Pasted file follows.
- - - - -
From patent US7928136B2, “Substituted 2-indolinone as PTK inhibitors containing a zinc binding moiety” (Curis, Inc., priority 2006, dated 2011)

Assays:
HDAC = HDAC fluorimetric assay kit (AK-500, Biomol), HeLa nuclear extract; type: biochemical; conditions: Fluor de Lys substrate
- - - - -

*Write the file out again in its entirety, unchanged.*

From patent US7928136B2, “Substituted 2-indolinone as PTK inhibitors containing a zinc binding moiety” (Curis, Inc., priority 2006, dated 2011)

Assays:
HDAC = HDAC fluorimetric assay kit (AK-500, Biomol), HeLa nuclear extract; type: biochemical; conditions: Fluor de Lys substrate